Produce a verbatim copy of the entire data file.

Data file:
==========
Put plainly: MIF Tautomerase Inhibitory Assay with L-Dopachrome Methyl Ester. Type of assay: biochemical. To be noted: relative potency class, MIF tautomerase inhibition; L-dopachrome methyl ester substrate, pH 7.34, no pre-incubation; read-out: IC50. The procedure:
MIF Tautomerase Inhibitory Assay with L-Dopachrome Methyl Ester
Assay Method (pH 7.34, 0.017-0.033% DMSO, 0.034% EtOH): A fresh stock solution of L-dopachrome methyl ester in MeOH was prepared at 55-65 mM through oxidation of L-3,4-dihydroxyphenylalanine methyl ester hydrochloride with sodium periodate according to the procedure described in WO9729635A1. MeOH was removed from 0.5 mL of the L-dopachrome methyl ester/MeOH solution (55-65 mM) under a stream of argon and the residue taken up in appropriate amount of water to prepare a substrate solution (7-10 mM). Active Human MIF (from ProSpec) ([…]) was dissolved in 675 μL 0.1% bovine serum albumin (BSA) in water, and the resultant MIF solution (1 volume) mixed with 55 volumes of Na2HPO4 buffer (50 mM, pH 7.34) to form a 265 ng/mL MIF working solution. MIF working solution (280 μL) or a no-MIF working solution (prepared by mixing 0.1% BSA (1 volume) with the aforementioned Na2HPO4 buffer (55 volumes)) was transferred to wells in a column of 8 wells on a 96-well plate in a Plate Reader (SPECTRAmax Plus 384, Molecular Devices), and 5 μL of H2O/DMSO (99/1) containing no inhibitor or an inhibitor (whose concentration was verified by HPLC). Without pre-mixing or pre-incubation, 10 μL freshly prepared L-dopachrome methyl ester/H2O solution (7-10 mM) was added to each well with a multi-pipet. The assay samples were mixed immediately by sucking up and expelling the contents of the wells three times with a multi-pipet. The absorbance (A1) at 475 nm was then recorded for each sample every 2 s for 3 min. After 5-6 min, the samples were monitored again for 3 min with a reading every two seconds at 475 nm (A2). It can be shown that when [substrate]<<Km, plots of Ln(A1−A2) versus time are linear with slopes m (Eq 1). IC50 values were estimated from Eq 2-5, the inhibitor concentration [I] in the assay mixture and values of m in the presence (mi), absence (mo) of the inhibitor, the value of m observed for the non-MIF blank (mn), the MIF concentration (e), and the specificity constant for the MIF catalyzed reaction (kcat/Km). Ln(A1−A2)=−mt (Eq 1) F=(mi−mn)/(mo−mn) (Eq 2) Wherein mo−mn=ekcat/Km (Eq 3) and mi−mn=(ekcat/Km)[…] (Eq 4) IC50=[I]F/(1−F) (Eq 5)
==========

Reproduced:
Put plainly: MIF Tautomerase Inhibitory Assay with L-Dopachrome Methyl Ester. Type of assay: biochemical. To be noted: relative potency class, MIF tautomerase inhibition; L-dopachrome methyl ester substrate, pH 7.34, no pre-incubation; read-out: IC50. The procedure:
MIF Tautomerase Inhibitory Assay with L-Dopachrome Methyl Ester
Assay Method (pH 7.34, 0.017-0.033% DMSO, 0.034% EtOH): A fresh stock solution of L-dopachrome methyl ester in MeOH was prepared at 55-65 mM through oxidation of L-3,4-dihydroxyphenylalanine methyl ester hydrochloride with sodium periodate according to the procedure described in WO9729635A1. MeOH was removed from 0.5 mL of the L-dopachrome methyl ester/MeOH solution (55-65 mM) under a stream of argon and the residue taken up in appropriate amount of water to prepare a substrate solution (7-10 mM). Active Human MIF (from ProSpec) ([…]) was dissolved in 675 μL 0.1% bovine serum albumin (BSA) in water, and the resultant MIF solution (1 volume) mixed with 55 volumes of Na2HPO4 buffer (50 mM, pH 7.34) to form a 265 ng/mL MIF working solution. MIF working solution (280 μL) or a no-MIF working solution (prepared by mixing 0.1% BSA (1 volume) with the aforementioned Na2HPO4 buffer (55 volumes)) was transferred to wells in a column of 8 wells on a 96-well plate in a Plate Reader (SPECTRAmax Plus 384, Molecular Devices), and 5 μL of H2O/DMSO (99/1) containing no inhibitor or an inhibitor (whose concentration was verified by HPLC). Without pre-mixing or pre-incubation, 10 μL freshly prepared L-dopachrome methyl ester/H2O solution (7-10 mM) was added to each well with a multi-pipet. The assay samples were mixed immediately by sucking up and expelling the contents of the wells three times with a multi-pipet. The absorbance (A1) at 475 nm was then recorded for each sample every 2 s for 3 min. After 5-6 min, the samples were monitored again for 3 min with a reading every two seconds at 475 nm (A2). It can be shown that when [substrate]<<Km, plots of Ln(A1−A2) versus time are linear with slopes m (Eq 1). IC50 values were estimated from Eq 2-5, the inhibitor concentration [I] in the assay mixture and values of m in the presence (mi), absence (mo) of the inhibitor, the value of m observed for the non-MIF blank (mn), the MIF concentration (e), and the specificity constant for the MIF catalyzed reaction (kcat/Km). Ln(A1−A2)=−mt (Eq 1) F=(mi−mn)/(mo−mn) (Eq 2) Wherein mo−mn=ekcat/Km (Eq 3) and mi−mn=(ekcat/Km)[…] (Eq 4) IC50=[I]F/(1−F) (Eq 5)